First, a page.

Piazza della Signoria
Take a seat at an outside table in one of the Piazza della Signoria’s many cafés and restaurants. Watch the crowds jostle as they have for over seven centuries in the town’s political and civic center. Flamboyant street performers, milling tourists and busy locals move about this L-shaped town square in front of some of Florence’s most famous buildings.
The construction of the Palazzo Vecchio in 1302 established the piazza as the hub of Florentine life that it is today. The palazzo is still the main town hall in Florence. Public votes, riots and executions have all taken place here under the stern eye of the replica of Michelangelo’s David that stands before the doors. The original statue was moved to the Accademia Gallery (Galleria dell'Accademia) in 1873.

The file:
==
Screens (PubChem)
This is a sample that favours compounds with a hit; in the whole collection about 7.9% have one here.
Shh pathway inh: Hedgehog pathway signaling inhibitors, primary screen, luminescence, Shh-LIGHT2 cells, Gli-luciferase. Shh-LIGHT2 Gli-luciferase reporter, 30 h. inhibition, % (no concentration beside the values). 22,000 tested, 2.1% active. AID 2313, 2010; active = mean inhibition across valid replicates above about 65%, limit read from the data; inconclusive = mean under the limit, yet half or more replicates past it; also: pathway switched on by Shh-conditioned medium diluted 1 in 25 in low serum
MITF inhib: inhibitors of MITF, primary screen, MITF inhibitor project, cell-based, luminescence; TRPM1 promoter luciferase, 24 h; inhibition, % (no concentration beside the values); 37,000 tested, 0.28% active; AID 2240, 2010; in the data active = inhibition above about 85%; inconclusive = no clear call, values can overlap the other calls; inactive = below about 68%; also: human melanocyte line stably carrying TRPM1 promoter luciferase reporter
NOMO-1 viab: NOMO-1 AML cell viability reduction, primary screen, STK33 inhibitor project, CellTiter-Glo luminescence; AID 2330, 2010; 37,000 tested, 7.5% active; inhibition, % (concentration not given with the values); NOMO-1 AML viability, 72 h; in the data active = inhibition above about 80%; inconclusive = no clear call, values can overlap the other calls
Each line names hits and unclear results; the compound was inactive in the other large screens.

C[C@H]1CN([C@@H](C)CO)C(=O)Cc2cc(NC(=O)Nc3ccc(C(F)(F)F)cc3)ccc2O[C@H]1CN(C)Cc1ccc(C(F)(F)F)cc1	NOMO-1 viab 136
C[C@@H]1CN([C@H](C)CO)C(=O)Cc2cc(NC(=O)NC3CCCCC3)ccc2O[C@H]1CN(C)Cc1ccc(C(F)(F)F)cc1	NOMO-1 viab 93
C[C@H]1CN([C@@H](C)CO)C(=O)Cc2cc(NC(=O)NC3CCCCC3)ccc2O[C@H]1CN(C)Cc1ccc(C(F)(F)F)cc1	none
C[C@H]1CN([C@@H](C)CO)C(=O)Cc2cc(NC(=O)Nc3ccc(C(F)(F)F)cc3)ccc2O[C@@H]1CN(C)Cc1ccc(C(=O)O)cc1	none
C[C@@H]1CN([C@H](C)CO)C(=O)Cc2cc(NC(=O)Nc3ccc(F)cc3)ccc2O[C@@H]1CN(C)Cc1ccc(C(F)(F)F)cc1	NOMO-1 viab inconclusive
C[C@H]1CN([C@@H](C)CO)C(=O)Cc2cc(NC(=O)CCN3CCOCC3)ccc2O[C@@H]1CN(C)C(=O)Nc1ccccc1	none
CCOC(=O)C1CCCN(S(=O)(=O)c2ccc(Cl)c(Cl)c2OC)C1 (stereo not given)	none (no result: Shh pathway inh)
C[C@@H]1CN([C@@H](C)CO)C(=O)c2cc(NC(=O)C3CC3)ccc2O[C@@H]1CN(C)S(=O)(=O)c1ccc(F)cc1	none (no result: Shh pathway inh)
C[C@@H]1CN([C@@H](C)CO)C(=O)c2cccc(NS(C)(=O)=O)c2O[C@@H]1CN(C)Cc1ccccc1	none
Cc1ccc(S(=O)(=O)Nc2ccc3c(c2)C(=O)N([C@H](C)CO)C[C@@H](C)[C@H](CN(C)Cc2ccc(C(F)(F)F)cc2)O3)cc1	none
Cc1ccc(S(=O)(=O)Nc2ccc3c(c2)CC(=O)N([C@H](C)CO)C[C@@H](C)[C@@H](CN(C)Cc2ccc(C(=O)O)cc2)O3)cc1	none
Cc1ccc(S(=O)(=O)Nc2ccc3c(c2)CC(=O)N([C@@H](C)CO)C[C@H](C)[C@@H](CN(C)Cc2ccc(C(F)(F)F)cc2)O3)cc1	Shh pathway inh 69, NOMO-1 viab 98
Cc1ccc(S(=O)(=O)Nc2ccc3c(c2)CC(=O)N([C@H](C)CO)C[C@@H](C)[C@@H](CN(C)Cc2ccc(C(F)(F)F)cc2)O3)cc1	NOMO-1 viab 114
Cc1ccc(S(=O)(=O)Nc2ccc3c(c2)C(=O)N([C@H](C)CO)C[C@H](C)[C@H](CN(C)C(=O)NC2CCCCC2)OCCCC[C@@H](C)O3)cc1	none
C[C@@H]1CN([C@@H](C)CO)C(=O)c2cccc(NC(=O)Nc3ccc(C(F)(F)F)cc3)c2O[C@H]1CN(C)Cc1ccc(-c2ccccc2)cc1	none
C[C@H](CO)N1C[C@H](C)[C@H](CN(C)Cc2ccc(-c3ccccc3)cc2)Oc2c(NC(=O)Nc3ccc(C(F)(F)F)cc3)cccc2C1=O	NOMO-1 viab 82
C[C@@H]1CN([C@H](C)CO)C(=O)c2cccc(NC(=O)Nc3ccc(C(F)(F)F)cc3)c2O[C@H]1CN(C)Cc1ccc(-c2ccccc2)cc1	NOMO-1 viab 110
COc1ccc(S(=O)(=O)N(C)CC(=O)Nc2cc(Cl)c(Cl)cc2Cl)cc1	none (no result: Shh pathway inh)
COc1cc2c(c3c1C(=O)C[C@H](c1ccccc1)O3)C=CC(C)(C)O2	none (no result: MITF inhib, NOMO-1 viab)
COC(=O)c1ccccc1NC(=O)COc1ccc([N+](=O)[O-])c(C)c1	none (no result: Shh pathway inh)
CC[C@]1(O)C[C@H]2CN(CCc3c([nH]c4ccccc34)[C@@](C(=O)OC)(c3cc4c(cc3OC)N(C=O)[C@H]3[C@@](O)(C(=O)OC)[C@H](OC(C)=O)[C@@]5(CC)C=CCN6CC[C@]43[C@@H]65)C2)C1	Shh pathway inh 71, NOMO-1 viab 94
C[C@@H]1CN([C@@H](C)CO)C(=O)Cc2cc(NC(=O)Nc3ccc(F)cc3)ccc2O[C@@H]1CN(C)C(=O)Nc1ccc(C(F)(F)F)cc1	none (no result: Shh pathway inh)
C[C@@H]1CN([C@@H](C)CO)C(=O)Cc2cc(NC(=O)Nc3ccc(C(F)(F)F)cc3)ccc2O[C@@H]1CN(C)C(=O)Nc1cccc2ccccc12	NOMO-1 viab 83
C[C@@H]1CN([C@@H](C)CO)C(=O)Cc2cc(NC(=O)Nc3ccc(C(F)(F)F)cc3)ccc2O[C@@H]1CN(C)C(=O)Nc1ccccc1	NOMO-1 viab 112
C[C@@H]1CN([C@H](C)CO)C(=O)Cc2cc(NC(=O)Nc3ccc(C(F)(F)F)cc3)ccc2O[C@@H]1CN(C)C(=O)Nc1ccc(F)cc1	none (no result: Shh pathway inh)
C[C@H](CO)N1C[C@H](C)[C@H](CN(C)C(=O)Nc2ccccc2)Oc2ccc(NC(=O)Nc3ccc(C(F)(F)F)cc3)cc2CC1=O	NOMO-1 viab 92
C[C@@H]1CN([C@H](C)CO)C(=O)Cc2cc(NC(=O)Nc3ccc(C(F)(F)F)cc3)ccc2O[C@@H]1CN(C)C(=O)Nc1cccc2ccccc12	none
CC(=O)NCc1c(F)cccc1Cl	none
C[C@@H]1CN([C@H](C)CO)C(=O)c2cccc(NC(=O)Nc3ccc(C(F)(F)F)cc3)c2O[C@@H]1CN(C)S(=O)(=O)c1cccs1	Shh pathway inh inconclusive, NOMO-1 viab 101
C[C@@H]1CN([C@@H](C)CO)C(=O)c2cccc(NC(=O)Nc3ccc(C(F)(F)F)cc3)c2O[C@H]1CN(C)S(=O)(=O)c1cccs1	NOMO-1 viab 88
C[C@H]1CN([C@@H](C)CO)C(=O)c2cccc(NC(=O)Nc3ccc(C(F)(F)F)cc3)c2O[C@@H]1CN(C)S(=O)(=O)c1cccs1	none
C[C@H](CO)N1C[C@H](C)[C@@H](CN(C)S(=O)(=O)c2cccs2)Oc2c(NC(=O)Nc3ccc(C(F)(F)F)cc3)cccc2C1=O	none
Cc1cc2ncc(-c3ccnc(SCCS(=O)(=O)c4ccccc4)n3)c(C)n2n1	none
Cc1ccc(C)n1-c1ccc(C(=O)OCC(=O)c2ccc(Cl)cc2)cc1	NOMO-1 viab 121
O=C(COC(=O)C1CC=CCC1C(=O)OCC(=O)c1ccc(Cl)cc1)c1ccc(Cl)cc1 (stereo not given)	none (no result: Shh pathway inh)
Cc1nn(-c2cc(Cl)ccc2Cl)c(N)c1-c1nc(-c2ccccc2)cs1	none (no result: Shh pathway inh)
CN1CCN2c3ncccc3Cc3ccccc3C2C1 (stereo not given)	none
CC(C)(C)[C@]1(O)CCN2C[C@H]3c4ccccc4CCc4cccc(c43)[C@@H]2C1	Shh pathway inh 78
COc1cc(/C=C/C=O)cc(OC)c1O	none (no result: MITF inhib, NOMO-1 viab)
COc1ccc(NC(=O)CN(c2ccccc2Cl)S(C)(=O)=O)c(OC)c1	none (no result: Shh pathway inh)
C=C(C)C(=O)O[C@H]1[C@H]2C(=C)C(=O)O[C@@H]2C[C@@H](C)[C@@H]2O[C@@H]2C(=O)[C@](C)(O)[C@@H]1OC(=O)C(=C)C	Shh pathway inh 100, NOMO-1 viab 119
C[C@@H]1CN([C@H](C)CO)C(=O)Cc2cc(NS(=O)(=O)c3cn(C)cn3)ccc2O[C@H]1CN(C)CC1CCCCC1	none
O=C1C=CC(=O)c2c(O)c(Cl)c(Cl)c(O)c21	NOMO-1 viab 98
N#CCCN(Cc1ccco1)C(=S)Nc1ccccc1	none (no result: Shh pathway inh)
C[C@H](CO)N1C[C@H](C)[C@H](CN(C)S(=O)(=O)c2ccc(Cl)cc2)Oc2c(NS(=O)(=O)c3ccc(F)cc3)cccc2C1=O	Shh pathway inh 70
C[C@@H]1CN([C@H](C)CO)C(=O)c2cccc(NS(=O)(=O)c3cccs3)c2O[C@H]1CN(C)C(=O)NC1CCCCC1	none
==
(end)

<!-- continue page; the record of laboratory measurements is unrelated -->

Wander around the open-air sculpture gallery beneath the three wide arches of the Loggia dei Lanzi. Many of the statues here are replicas. The originals have been moved to various museums, but you’ll find the replicas none-the-less impressive. The towering bronze Perseus by the sculptor Cellini holds the head of a Medusa, daring people to cross the Medici family, while the two marble Medici lions further emphasize the power this family once held.
Pause for a moment beside Ammannati’s Fountain of Neptune, commissioned to celebrate Florence’s maritime achievements. Look down to find the bronze plaque commemorating puritanical friar Savonarola, who was executed here in 1498.
The Uffizi Gallery (Galleria degli Uffizi), with its seemingly ever-present lines of tourists waiting to see the works of Botticelli, da Vinci and others, is a highlight of the piazza. A number of other palaces such as the Palazzo Ugoccioni and the Palazzo dei Buonaguisi add to the square’s grand ambience.
The Piazza della Signoria is a vibrant and bustling location at any time. Entry is unrestricted 24 hours a day.